Perhaps CRA could comment on the internal review process of SRED claims where in depth claimant reviews are carried out?
Statistically speaking, it appears that once the RTA forms an initial opinion of SRED claim, there is little practical and timely recourse for claimants to change or debate that opinion. What is the role of the CRA manager in this dispute process?
The way that the SRED program is perceived by those companies that participate is important, and it is felt by many in wide array of industries that CRA technical reviewers have too much individual power. Could CRA comment on this and how companies can better work through these challenges when they occur?"
Key point – What’s being done to reduce time and effort in the in depth, on site review process prior to receiving the Notice of Assessment?
"I fully believe that the SR&ED program could play a significant role in promoting and assisting with overall R&D and innovation in Canada. It is our understanding that something like 25,000 claims are being filed annually and that SR&ED represents a $3 billion plus annual expenditure in support of business innovation.
Nonetheless, the cost of these unpredictable setbacks to the firms that make the claims and get into hassles can be extreme. We have seen firms pushed over the edge and the reputations of excellent practitioners damaged.
A key challenge and a real frustration is that one cannot predict which claims will raise the challenges nor the cost of defending the claims that are reviewed. We often hear about the uncertainty over what kinds of information are needed by the CRA to resolve issues.
Does the CRA have a mechanism in place or are they considering an improved process to unlock these costly stalemates in order to get a quick 3rd party, objective cross-check or second opinion during a review? The current system does not seem to be consistently effective.
The key point and question here is what can be done, or is anything being done, to help reduce the time and effort spent on an in depth on-site review prior to receiving the Notice of Assessment?"
Key point – What is documentation required for an in depth onsite review, can CRA provide an outline or framework/standard?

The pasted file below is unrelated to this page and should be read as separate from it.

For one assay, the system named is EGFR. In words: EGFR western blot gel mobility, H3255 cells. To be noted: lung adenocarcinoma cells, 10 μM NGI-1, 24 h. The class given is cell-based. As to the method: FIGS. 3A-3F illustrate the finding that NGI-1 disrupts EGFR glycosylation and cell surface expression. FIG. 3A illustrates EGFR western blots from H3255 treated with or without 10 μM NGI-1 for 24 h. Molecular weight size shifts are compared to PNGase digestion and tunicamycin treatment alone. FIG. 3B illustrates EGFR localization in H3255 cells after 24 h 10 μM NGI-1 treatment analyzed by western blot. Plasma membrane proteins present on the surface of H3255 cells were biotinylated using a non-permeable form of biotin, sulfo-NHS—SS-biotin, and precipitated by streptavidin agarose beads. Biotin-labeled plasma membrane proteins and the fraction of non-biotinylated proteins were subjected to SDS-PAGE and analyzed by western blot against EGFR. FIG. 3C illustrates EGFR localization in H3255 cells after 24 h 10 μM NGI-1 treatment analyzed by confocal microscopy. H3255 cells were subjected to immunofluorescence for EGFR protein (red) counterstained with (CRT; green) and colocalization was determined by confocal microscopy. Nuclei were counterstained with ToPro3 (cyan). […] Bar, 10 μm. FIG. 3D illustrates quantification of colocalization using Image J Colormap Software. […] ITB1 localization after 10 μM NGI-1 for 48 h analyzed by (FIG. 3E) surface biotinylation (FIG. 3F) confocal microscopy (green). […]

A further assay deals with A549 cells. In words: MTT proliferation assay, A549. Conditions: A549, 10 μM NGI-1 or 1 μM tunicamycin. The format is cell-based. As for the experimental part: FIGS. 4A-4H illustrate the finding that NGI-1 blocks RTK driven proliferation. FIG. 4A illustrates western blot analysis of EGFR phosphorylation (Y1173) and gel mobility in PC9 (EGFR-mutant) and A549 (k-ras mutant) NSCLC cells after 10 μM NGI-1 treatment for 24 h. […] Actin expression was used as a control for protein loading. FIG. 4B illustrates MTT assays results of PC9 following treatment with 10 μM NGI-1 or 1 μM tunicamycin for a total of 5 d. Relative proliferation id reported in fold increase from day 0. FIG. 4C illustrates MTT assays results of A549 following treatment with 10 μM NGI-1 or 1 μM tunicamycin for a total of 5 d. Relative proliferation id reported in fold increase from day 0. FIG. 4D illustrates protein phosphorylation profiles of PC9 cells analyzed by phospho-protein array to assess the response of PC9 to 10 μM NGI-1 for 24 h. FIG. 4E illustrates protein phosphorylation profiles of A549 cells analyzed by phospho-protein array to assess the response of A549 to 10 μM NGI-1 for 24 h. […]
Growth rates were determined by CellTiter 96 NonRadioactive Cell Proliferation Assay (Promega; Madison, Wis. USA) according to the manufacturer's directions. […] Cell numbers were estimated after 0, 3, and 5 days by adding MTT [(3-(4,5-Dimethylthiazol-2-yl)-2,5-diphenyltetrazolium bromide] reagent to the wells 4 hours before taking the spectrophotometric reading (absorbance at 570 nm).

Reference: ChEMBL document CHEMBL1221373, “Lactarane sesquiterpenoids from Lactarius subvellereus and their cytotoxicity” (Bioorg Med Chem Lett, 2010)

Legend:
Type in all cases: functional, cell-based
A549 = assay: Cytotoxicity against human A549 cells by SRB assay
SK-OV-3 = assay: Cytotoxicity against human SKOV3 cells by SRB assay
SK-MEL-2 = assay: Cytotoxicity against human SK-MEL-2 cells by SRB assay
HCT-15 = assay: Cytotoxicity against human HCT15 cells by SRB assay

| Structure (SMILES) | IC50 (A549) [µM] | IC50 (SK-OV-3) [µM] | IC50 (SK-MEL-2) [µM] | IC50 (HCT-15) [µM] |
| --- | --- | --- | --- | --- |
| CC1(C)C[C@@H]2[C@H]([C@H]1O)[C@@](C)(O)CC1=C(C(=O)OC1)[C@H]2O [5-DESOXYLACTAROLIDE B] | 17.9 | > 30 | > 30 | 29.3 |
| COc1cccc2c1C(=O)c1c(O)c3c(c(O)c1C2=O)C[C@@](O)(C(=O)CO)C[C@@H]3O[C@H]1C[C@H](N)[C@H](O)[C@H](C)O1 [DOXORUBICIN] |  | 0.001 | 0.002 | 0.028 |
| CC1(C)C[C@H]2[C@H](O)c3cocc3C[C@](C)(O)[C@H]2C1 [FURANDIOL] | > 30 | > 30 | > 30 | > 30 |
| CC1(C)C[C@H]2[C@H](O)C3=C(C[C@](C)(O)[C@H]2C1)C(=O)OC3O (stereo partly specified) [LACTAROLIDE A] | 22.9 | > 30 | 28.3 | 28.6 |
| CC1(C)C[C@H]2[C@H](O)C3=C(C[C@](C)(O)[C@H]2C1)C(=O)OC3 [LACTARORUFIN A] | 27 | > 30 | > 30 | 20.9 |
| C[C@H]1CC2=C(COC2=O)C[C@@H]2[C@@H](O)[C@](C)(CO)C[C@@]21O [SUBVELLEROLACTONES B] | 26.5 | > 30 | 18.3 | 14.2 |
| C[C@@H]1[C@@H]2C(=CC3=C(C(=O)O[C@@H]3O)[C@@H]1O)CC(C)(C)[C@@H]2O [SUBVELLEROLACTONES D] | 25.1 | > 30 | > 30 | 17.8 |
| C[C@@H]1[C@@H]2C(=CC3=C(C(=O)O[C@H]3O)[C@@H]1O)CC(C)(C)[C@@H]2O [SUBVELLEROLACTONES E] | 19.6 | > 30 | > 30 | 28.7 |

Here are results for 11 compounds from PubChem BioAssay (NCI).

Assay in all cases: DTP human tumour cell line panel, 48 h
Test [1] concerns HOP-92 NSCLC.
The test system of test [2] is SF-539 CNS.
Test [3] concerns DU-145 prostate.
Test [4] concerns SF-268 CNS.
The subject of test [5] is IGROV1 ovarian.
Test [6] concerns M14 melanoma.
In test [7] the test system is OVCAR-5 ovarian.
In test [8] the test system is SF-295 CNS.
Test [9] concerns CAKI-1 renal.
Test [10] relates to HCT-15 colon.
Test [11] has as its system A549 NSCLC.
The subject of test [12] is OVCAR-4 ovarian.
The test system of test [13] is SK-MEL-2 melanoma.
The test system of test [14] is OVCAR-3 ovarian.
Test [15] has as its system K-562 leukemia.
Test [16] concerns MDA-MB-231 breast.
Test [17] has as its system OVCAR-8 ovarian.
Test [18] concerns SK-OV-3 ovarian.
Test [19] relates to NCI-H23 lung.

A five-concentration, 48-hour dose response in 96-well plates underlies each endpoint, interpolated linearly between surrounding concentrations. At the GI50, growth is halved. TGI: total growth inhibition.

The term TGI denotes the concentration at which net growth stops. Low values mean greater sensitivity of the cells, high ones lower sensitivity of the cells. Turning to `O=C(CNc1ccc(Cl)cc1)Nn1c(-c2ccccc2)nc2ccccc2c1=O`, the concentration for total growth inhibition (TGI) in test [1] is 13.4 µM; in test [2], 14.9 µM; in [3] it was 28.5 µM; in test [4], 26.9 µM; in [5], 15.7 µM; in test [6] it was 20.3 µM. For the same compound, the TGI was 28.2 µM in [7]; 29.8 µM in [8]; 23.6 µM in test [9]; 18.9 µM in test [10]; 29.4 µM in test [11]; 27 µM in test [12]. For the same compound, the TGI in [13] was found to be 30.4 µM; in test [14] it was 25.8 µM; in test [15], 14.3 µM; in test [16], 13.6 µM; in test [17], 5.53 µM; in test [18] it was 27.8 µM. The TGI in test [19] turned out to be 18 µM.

"Over the past 3 years there seems to be considerable feedback from companies that the process in which the CRA carries out reviews of SR&ED claims is unbalanced. While the majority of all claims are processed without in-depth reviews, many companies encountering in-depth reviews find that the documentation requirements are too onerous and that definition as to what constitutes SRED seems to be narrowing to the point where companies are now unsure what projects qualify as SR&ED.
While the CRA is very good in tracking its service record on processing of claims and meeting the standards, there are few statistics on what happens and why, once a claim enters an in-depth review. Does CRA see this as an area of concern and what is being done to address the conundrum created by the fact that contemporaneous documentation is often found to be insufficient support for claims filed with the best of intentions? Is CRA working on any internal review to address these issues, including the concerns regarding documentation?
In specific, can the CRA provide us with a outline or standard framework for documentation required for an in depth / on-site review?"
Key point – Can the appeals process be simplified, but also can we gets stats?
"This question relates to the redress process associated with disputed claims. In some cases which I have followed, the technical reviewer can be immovable on certain points which leaves the applicant thinking their only redress will be a formal appeal. Unfortunately, these appeals can take a long time to be resolved, and the decisions on most appeal cases are not in favor of the applicant. Anecdotally, I have heard that the number of appeals are growing substantially, but I can’t find any details to support that view. It is a source of significant concern for everyone submitting SR&ED claims and unless we can shed some further light on this topic, the concern will continue to fester within the SR&ED community. Can you share with us the number of claims that are processed each year; the number of claims that result in a formal appeal; and the number of formal appeals that result in the original decision being overturned.
What can CRA do to simplify and speed up the appeal process? What kinds of issues are resulting in the greatest number of appeals? In which sectors are you seeing the greatest number of appeals? Are there any common problems that are at the core of the appeals?"
Key point – Are there any major changes coming down the road?
"We understand that CRA has extensive information on the results of their program and their review process, e.g. what is being processed annually, intake and annual growth, how long the processing is taking, levels of allowance, and what areas ae proving difficult.
Could CRA share some of their results on intake, processing, allowance and the various level of review etc? What work is going on or planned with the department of Finance to understand the effectiveness of the program and the changes that are just coming fully into effect, as well the cost of the program to users?"